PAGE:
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May 2007 SIP Magazine
Volume 2 / Number 3
SIP Magazine May 2007 Issue

SIP and Open Source

By Richard "Zippy" Grigonis, Feature Articles


In recent years, open source telephony software has made as great an impact on the telecom scene as has Internet telephony itself. SMBs (Small and Medium-sized Businesses) are tantalized by the prospect of setting up a $900 to $2,500 IP PBX. Established PBX makers, however, are horrified that open source software has “moved the decimal point” over two places, and that an ever-expanding group of nameless, faceless people scattered around the globe are working diligently — and at little or no salary — to usurp their longtime dominance of the industry.

The earliest and premier open source PBX software package was Asterisk, which runs under another famous open source software project, Linux. Mark Spencer, the president of Digium (which makes I/O and other hardware that’s compatible with Asterisk) got the Asterisk ball rolling about seven years ago. Asterisk now offers just about anything a business would want in terms of a PBX, such as voicemail, IVR, auto-attendant, overhead paging, call parking, VoIP, PRI compatibility with many central office switches and codecs.

Ironically, Asterisk’s native protocol is not SIP, but IAX (Inter Asterisk Exchange) — IAX2, to be exact, a protocol based on UDP (User Datagram Protocol) protocol. That’s not a problem, since Asterisk can work with SIP too. Asterisk can act as a SIP client, server and media gateway. In Asterisk, every call is placed or received on a separate logical “channel” that connects the Asterisk server and some other VoIP server, such as one in a company’s branch office. The two primary Asterisk VoIP channels are for IAX and SIP. Ironically, IAX is better at penetrating any given company’s NAT (Network Address Translation) firewall barrier than SIP (or Ye Olde H.323 protocol for that matter), since it needs only a single port, UDP 4569.

SIPfoundry (http://www.sipfoundry.org), an international open-source community dedicated to speeding the adoption of SIP applications as well as the underlying technology, has focused more on SIP. To be specific, an open source, native SIP and Linux-based PBX called sipX. SIPfoundry (news - alert) calls it an ECS (Enterprise Communications Server). The system is based on SIP URI addresses that the company over time believes will replace standard PSTN phone numbers. sipX has a modular architecture and supports the exchange of just about any kind of real-time information — voice, video, IM, collaboration, etc. The modular sipX system runs on standard Intel servers and allows 12 different server processes to coexist on one server, or they can be distributed to different hardware systems. It also offers call traffic load balancing and high availability redundancy between call control components.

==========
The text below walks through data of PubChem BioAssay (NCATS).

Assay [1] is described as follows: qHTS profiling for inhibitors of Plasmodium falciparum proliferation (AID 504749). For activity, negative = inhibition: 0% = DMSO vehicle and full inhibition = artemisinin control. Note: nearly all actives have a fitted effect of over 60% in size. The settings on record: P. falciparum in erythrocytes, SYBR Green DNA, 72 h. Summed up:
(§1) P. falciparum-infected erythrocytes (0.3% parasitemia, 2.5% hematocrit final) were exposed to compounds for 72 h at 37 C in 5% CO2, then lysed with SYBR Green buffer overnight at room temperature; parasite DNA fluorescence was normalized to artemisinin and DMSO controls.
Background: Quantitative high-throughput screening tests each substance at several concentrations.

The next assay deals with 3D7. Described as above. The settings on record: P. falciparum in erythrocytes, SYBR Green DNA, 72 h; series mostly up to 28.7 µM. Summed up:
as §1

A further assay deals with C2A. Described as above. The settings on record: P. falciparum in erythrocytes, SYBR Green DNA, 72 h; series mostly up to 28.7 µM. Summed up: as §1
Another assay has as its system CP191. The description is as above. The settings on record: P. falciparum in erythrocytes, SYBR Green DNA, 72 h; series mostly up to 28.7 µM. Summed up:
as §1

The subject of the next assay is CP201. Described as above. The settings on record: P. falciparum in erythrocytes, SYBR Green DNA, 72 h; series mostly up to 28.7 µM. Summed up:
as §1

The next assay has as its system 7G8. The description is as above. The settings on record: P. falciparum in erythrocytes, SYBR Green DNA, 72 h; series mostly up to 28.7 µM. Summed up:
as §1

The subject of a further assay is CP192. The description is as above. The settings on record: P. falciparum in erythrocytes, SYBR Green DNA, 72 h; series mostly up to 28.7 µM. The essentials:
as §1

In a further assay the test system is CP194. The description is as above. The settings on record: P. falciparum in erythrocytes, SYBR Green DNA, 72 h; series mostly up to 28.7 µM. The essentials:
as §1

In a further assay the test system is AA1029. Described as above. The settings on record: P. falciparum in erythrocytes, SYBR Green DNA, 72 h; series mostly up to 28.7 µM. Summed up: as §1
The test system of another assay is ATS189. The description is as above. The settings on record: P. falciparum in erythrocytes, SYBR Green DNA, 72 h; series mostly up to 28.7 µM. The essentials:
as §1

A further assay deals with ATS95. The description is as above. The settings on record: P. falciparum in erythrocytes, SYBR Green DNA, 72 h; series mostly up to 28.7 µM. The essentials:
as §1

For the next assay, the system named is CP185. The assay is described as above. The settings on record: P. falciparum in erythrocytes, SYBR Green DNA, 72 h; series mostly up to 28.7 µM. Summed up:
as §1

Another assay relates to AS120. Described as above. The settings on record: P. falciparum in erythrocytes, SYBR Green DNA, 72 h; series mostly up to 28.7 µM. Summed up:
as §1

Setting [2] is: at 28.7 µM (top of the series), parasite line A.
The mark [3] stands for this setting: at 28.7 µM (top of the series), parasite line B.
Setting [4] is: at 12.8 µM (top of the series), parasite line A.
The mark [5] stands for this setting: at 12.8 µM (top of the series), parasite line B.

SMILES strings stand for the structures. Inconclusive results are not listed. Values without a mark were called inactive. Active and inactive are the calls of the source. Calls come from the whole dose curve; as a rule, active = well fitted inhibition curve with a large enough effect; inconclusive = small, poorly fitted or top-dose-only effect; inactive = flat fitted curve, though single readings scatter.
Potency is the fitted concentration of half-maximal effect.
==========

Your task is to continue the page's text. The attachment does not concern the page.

Instead of being based on a B2BUA (Back-To-Back User Agent, which is a SIP logical entity that can receive and process INVITE messages as a SIP User Agent Server), sipX implements a true SIP proxy architecture. This enables one to revel in some of the more interesting aspects of proxy servers, such as forking (A forking proxy can forward a SIP request to multiple SIP addresses and return the responses to the sender.)

The sipX package has the “look and feel: of an IT application, and it supports “plug and play” IP phone management. It also supports Pingtel’s ACD Call Center server.

Speaking of Pingtel (http://www.pingtel.com), they’ve taken SIPfoundry’s raw open source code and have fashioned it into enterprise-level PBX and SIP router solutions. Pingtel (news - alert) retains the SIPfoundry term ECS or Enterprise Communications Server, but Pingtel’s SIPxchange ECS is much more. Pingtel has added enterprise-grade quality, reliability, support, documentation to the original SIPfoundry system, in much the same way that Red Hat has “spruced up” the open source Linux code produced by the Fedora open source community. (Indeed, SIPfoundry was founded by Pingtel, the ReSIProcate community and some members of the Vovida community.)

Despite its many improvements, the SIPxchange ECS is still capable of providing low-cost IP PBX, key system, branch office, and call center solutions, any of which are capable of integrating with legacy TDM and IP networks.

It looks like the Pingtel’s business model of improving upon and packaging the open source telephony architecture — adding bells, whistles, documentation, support and professionalism — could the be the future method of choice for monetizing open source telephony.

Richard Grigonis is Executive Editor of TMC’s IP Communications Group.



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